Studies: Film: Postcolonial Narrative Cinema

Postocolonial Narrative Cinema from India and Africa

W and DH focus

India and Africa have some of the most exciting food, music, literature, dance and movies anywhere in the world. The cinema from these parts of the world range from pop entertainments with eye- and ear- seducing dance and music (Bollywood) to powerful political dramas (Ousmane Sembene). Some of the greatest filmmakers of the world hail from India and Africa—and some of the most influential. Check out this celebrated song-dance sequence from the Indian film Dil Se:

This song featuring the superstar Shahrukh Khan was composed by legendary music composer A. R. Rahman with lyrics by Gulzar for a film directed by equally legendary Indian director Mani Ratnam. And it was used by iconic African American filmmaker Spike Lee in his film Inside Man. This reuse by Spike Lee is just one example of the global influence of cinema from India and Africa.

This course, then, is an introduction to the vibrant film culture from these parts of the world–India and various African countries–and the filmmakers behind them. The film industry in India is the largest in the world and has a huge viewership both inside the country and outside. It is largely dominated by commercial compulsions. The situation with regard to African cinema is very different, commercially much more precarious. For a long time African cinema, led by Senegalese filmmakers, was more auteur driven, though this has changed in the last twenty years, especially with what is called Nollywood (based mainly in Nigeria). The objective of this course is to explore some examples of the diverse traditions of filmmaking in India and various African countries but within a linked socio-political postcolonial context—i.e. filmmaking after the ending of colonialism.

The films we watch will take us to discussions such as the following: the use of music and dance in cinema; nationalism in colonial situations; representations of the poor; the place of women in traditional societies; the reasons for the relative absence of women film directors (though we will watch films by several women directors); cinema as a mass entertainment industry; cinema as a quintessentially modern cultural form; language in cinema; cinema as political statement. To help us navigate these issues of postcolonial narrative cinema, we will read supplementary critical essays.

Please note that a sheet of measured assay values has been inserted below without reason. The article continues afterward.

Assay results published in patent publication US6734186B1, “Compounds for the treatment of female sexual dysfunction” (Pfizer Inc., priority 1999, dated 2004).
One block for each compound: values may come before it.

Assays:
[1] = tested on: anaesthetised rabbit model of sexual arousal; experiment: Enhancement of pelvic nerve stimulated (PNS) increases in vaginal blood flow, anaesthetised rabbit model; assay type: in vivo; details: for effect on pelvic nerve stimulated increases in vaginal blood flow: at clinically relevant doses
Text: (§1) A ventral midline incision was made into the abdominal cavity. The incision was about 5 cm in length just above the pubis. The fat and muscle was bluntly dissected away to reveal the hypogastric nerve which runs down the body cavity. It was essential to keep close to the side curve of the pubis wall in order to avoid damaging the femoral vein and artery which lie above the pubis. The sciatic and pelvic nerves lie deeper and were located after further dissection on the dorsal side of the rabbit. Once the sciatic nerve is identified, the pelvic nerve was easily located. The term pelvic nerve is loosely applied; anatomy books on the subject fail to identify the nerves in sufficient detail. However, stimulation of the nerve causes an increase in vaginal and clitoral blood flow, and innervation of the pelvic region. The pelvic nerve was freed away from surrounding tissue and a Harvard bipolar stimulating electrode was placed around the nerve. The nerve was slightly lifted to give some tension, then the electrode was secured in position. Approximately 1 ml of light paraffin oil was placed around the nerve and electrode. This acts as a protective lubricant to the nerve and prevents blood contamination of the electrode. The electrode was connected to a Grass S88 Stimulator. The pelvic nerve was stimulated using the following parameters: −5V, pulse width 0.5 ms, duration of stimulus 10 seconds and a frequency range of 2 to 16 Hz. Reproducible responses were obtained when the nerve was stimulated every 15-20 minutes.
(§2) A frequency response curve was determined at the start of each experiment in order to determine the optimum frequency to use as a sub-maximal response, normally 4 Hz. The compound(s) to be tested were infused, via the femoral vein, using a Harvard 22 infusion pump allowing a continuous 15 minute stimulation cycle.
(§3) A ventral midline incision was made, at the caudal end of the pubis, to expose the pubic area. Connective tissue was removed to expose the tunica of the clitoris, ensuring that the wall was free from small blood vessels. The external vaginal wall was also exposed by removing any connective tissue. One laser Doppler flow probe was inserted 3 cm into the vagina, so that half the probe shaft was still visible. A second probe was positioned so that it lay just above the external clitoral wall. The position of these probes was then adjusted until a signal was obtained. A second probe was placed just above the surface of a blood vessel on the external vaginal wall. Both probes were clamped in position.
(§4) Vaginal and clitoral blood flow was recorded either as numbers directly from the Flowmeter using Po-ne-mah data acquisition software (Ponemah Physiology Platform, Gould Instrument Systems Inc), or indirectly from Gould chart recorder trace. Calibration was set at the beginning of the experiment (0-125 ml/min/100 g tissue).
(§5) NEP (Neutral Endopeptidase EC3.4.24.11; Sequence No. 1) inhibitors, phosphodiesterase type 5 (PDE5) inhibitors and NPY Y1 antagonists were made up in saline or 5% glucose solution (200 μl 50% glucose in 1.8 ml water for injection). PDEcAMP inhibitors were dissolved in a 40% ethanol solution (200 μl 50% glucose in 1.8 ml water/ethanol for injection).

Films we will watch (tentative list):

  1. Charulata (India). Dir. Satyajit Ray.
  2. Guide (India). Dir. Vijay Anand.
  3. Deewar (India). Dir. Yash Chopra.
  4. Nizhalkuthu/Shadow Kill (India). Dir. Adoor Gopalakrishnan.
  5. Gully Boy (India). Dir. Zoya Akhtar.
  6. Water (India/Canada). Dir. Deepa Mehta.
  7. Yaaba (Mali). Dir. Idrissa Ouedraogo.
  8. Keita: The Heritage of the Griot (Burkina Faso). Dir. Dani Kouyate.
  9. Xala (Senegal). Dir. Ousmane Sembene.
  10. Cairo Station (Egypt). Dir. Youssef Chahine.
  11. Everyone’s Child (Zimbabwe). Dir. Tsitsi Dangaremba.
  12. Mami Wata (Nigeria). Dir. C. J. Obasi.


How to Read a Film, 4th Edition, James Monaco, (OUP, 2009)–we will read sections as needed

I will also provide critical essays as supplementary reading via Laulima.

Assignments and Class Work:

A 250 word response for each assigned movie. These will not be graded.

One oral presentation on a film and associated readings. This will also be turned in to me as a short paper (five pages).

Mid-term five-page prospectus for a final project.

An end-of-term twelve-page research paper complete with bibliography and proper citations. This will be a development of the mid-term five-page paper.

This is a W focus class and so we will spend time intensively working on writing, including research papers. The course also satisfies the DH requirement.